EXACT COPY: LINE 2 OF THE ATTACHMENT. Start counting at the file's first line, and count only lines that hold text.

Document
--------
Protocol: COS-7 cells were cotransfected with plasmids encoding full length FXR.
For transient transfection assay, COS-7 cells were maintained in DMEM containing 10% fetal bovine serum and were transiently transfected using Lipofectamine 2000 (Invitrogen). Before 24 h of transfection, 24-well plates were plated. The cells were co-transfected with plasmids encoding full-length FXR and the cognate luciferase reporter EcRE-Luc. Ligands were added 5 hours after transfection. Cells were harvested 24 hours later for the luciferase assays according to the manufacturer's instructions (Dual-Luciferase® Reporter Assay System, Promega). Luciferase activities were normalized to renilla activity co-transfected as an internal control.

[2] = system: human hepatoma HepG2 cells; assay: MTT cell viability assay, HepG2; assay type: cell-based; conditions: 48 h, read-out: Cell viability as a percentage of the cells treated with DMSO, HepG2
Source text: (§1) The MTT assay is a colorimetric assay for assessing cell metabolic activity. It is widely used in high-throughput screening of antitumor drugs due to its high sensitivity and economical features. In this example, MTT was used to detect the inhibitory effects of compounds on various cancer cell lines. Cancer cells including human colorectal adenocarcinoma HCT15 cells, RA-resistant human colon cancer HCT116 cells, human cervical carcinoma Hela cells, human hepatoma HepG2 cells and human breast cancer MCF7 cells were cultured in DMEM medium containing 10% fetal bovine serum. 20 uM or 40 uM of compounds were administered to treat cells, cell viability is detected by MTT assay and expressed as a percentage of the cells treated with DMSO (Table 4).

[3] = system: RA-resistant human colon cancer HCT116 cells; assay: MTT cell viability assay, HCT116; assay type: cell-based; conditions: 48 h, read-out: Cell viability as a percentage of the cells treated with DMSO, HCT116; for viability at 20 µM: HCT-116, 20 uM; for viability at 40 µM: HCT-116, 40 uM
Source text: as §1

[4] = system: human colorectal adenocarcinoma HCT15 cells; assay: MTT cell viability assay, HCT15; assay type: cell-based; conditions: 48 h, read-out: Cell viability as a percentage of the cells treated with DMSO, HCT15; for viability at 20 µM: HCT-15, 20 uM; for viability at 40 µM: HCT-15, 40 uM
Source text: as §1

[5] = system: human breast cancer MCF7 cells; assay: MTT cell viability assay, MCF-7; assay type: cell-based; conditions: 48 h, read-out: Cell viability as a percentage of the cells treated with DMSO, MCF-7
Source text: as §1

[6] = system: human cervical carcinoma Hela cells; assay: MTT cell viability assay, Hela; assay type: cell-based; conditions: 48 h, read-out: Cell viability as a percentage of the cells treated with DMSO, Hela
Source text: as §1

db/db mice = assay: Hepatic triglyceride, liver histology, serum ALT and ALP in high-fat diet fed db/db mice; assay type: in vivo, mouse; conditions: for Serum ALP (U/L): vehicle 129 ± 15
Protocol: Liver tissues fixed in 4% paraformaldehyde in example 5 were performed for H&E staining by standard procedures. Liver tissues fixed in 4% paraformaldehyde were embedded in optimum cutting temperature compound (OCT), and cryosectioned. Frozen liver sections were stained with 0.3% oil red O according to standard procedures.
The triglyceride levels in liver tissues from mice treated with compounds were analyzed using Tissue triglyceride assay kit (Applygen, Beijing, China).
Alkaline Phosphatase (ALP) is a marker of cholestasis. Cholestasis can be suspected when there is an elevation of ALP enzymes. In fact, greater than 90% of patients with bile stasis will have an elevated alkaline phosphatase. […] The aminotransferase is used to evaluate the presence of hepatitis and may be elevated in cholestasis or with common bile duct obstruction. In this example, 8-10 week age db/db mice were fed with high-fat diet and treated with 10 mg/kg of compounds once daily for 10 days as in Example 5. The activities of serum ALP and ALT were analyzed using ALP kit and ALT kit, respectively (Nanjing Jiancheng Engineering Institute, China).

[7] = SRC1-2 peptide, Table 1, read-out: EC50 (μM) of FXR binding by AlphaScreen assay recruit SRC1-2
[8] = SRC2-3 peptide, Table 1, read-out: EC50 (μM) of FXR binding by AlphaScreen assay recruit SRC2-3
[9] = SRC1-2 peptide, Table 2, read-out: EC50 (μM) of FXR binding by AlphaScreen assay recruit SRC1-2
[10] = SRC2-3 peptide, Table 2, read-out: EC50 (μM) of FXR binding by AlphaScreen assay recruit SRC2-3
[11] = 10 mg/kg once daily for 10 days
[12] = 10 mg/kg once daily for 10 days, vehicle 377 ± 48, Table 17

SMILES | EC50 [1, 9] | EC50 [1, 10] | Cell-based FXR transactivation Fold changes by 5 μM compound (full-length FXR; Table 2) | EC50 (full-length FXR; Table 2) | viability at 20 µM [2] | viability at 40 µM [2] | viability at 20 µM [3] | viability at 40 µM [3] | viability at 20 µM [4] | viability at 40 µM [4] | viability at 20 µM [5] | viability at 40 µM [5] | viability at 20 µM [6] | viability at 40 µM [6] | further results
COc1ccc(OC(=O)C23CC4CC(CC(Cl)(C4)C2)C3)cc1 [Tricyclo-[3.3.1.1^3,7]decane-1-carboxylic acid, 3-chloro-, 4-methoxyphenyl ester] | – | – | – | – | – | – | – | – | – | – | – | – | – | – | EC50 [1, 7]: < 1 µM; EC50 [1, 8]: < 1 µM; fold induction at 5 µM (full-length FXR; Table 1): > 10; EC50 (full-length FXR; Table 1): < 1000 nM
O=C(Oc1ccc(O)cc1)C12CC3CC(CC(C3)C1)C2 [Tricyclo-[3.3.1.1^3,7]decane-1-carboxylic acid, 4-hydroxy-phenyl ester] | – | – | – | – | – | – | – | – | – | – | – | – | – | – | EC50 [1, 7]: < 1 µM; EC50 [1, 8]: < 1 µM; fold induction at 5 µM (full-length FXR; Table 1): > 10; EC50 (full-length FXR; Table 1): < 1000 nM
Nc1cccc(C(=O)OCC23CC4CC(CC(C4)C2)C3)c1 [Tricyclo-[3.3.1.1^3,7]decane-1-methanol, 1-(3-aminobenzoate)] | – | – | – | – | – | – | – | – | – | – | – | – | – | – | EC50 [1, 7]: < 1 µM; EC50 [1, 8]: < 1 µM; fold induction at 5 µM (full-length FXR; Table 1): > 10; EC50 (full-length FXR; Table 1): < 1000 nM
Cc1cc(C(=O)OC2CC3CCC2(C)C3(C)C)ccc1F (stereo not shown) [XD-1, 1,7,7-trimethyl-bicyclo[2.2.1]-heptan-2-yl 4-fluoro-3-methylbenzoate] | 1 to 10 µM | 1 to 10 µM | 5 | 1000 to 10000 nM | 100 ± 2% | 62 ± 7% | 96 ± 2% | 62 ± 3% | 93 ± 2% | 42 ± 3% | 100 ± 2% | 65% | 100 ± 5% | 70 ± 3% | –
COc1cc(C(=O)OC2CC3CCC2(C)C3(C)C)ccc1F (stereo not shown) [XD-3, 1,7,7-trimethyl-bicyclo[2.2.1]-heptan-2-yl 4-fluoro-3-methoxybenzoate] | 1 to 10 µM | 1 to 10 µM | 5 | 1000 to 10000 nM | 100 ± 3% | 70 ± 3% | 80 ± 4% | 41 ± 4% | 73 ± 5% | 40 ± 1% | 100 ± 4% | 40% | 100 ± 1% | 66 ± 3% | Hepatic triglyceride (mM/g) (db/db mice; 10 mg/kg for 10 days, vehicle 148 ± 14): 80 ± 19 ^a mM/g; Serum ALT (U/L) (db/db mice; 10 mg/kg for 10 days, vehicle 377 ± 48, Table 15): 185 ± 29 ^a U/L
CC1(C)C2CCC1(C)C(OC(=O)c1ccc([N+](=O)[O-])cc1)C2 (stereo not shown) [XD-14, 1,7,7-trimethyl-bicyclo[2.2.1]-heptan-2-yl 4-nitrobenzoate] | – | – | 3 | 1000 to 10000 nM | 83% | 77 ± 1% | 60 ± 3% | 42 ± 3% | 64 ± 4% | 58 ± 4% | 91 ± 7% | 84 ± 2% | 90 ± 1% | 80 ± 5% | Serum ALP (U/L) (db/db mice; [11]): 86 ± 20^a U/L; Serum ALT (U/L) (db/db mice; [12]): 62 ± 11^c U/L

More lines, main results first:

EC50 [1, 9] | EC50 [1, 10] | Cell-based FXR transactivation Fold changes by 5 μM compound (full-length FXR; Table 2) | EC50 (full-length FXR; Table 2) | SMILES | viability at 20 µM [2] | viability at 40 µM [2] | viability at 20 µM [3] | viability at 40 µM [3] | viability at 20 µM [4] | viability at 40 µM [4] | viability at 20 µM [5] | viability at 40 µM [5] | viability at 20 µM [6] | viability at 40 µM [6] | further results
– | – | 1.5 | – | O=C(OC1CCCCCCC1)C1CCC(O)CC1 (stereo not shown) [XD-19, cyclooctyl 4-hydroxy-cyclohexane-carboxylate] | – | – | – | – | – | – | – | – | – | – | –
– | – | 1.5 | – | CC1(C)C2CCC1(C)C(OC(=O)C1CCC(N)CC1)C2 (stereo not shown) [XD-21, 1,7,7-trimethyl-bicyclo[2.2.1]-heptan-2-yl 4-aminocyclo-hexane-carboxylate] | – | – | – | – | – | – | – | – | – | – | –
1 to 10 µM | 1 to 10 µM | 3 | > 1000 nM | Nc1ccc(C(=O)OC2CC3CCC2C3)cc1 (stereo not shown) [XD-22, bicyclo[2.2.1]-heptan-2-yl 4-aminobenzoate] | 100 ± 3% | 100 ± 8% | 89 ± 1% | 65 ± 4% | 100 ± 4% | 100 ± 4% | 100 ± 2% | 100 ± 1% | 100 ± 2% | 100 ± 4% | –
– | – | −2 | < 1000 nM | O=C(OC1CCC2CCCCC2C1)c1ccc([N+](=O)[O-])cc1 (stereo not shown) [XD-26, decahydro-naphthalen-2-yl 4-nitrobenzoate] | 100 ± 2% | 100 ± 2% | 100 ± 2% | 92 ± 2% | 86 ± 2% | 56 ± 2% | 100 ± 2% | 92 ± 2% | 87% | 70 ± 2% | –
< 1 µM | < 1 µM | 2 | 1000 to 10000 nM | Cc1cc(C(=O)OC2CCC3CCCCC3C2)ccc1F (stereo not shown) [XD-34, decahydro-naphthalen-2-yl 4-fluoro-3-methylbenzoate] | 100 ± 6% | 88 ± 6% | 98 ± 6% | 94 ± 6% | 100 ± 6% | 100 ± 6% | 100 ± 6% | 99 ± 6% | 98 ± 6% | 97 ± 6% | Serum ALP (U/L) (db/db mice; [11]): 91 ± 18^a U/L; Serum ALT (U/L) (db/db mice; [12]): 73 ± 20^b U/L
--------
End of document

For transient transfection assay, COS-7 cells were maintained in DMEM containing 10% fetal bovine serum and were transiently transfected using Lipofectamine 2000 (Invitrogen). Before 24 h of transfection, 24-well plates were plated. The cells were co-transfected with plasmids encoding full-length FXR and the cognate luciferase reporter EcRE-Luc. Ligands were added 5 hours after transfection. Cells were harvested 24 hours later for the luciferase assays according to the manufacturer's instructions (Dual-Luciferase® Reporter Assay System, Promega). Luciferase activities were normalized to renilla activity co-transfected as an internal control.